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Wearable sensors can tell when you are getting sick
Wearable sensors that monitor heart rate, activity, skin temperature and other variables can reveal a lot about what is going on inside a person, including the onset of infection, inflammation and even insulin resistance, according to a study by researchers at the Stanford University School of Medicine.
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Deciphering the beetle exoskeleton with nanomechanics
What can a beetle tell us about good design principles? Quite a lot, actually. Many insects and crustaceans possess hard, armor-like exoskeletons that, in theory, should weigh the creatures down. But, instead, the exoskeletons are surprisingly light. Northwestern Engineering's Horacio D. Espinosa and his group are working to understand the underlying design principles and mechanical properties.
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Study finds postdoc jobs in biomedicine don't yield positive returns in the labor market
A new study by Boston University Questrom School of Business and University of Kansas researchers has found that postdoc jobs don't yield a positive return in the labor market, and that these positions likely cost graduates roughly three years' worth of salary in their first 15 years of their careers.
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Chance meeting leads to creation of antibiotic spider silk
An interdisciplinary team of scientists at The University of Nottingham has developed a technique to produce chemically functionalized spider silk that can be tailored to applications used in drug delivery, regenerative medicine and wound healing.
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Manufacturing platform makes intricate biocompatible micromachines
A team of researchers led by Biomedical Engineering Professor Sam Sia has developed a way to manufacture microscale-sized machines from biomaterials that can safely be implanted in the body. Working with hydrogels, which are biocompatible materials that engineers have been studying for decades, Sia has invented a new technique.
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Evolving deep brain stimulation patterns
Duke University biomedical engineers have used computers to "evolve" more effective patterns of electric shocks delivered deep within the brain to treat Parkinson's disease symptoms.
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A closer look at the eye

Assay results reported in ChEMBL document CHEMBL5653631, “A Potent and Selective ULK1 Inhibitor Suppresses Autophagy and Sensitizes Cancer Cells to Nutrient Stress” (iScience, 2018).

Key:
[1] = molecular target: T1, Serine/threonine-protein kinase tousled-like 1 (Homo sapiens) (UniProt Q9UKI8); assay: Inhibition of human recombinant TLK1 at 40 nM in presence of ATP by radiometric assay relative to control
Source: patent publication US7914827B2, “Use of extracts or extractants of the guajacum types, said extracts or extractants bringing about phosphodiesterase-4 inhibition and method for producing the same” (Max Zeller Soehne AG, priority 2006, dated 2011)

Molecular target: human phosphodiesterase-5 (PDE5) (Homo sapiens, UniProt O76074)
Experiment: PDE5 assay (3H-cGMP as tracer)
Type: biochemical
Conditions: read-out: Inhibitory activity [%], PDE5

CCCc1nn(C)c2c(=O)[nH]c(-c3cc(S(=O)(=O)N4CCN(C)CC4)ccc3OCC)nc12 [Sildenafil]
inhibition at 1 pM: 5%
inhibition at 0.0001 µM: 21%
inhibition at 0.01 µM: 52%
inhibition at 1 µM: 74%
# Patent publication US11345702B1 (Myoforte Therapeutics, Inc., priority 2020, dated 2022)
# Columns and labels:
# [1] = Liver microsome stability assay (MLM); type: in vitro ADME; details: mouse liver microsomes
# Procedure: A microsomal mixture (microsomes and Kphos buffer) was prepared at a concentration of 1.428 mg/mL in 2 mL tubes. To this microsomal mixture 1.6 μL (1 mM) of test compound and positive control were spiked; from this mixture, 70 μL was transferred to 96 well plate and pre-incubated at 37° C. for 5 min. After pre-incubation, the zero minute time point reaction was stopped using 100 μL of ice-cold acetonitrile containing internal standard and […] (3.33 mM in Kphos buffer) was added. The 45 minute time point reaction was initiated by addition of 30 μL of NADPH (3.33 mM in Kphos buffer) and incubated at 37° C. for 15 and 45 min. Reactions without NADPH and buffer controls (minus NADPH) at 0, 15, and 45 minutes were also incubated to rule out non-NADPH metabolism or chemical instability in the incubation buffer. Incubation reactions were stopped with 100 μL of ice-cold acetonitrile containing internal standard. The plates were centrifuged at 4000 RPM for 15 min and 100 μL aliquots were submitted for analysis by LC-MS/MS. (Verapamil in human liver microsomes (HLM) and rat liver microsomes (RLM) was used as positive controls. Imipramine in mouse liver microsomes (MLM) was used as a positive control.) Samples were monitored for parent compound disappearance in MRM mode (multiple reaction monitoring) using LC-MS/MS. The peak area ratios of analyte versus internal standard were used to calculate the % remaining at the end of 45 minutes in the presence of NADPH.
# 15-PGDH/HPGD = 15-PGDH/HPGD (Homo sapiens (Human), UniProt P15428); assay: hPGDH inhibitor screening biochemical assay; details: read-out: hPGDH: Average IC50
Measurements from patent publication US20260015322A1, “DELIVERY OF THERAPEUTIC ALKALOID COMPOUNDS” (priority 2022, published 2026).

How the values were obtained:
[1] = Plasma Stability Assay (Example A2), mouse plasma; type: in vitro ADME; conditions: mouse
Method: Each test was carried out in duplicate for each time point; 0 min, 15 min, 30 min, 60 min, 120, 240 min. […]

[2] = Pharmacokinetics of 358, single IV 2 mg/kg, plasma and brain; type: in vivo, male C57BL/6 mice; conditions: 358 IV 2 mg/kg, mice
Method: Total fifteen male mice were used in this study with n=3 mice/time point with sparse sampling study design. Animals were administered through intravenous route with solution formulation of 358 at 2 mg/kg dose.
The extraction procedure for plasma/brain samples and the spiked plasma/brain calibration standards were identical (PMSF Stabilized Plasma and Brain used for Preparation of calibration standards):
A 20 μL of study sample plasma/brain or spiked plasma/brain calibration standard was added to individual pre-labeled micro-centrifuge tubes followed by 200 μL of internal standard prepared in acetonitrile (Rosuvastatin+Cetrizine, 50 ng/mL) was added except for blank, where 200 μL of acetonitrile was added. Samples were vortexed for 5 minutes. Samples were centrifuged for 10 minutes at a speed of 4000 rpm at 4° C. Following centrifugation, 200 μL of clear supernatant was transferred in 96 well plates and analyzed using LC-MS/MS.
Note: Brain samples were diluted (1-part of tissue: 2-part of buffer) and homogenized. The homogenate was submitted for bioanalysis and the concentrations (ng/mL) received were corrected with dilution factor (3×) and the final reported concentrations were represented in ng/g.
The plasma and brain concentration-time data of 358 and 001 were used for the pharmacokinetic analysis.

Researchers have developed a new imaging technique that could revolutionize how eye health and disease are assessed. The group is first to be able to make out individual cells at the back of the eye that are implicated in vision loss in diseases like glaucoma. They hope their new technique could prevent vision loss via earlier diagnosis and treatment for these diseases.
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Nanohyperthermia softens tumors to improve treatment
The mechanical resistance of tumors and collateral damage of standard treatments often hinder efforts to defeat cancers. However, a team of researchers from the CNRS, the French National Institute of Health and Medical Research (INSERM), Paris Descartes University, and Paris Diderot University has successfully softened malignant tumors by heating them.
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New weapon against Diabetes
ETH Researchers have used the simplest approach yet to produce artificial beta cells from human kidney cells. Like their natural model, the artificial cells act as both sugar sensors and insulin producers.
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"Pulling" bacteria out of blood
Blood poisoning is still fatal in more than 50 percent of cases, but can be cured if treated at an early stage. The highest priority is therefore to act quickly. For this reason, doctors usually administer antibiotics even in the event of a suspicion of blood poisoning, without first ascertaining whether it is actually a bacterial sepsis.
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